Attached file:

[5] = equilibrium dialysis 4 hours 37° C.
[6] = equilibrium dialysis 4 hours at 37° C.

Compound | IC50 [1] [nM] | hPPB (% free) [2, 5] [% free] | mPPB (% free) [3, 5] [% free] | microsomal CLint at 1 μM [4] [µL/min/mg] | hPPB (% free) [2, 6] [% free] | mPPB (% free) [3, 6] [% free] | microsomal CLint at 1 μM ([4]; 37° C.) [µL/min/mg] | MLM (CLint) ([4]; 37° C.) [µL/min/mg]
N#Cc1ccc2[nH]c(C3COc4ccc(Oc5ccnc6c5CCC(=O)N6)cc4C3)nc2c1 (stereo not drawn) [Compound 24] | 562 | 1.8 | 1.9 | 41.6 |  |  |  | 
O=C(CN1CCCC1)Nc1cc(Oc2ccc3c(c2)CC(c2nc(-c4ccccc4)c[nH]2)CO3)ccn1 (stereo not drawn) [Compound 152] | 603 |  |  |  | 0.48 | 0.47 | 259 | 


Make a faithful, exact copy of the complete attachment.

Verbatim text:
[5] = equilibrium dialysis 4 hours 37° C.
[6] = equilibrium dialysis 4 hours at 37° C.

Compound | IC50 [1] [nM] | hPPB (% free) [2, 5] [% free] | mPPB (% free) [3, 5] [% free] | microsomal CLint at 1 μM [4] [µL/min/mg] | hPPB (% free) [2, 6] [% free] | mPPB (% free) [3, 6] [% free] | microsomal CLint at 1 μM ([4]; 37° C.) [µL/min/mg] | MLM (CLint) ([4]; 37° C.) [µL/min/mg]
N#Cc1ccc2[nH]c(C3COc4ccc(Oc5ccnc6c5CCC(=O)N6)cc4C3)nc2c1 (stereo not drawn) [Compound 24] | 562 | 1.8 | 1.9 | 41.6 |  |  |  | 
O=C(CN1CCCC1)Nc1cc(Oc2ccc3c(c2)CC(c2nc(-c4ccccc4)c[nH]2)CO3)ccn1 (stereo not drawn) [Compound 152] | 603 |  |  |  | 0.48 | 0.47 | 259 | 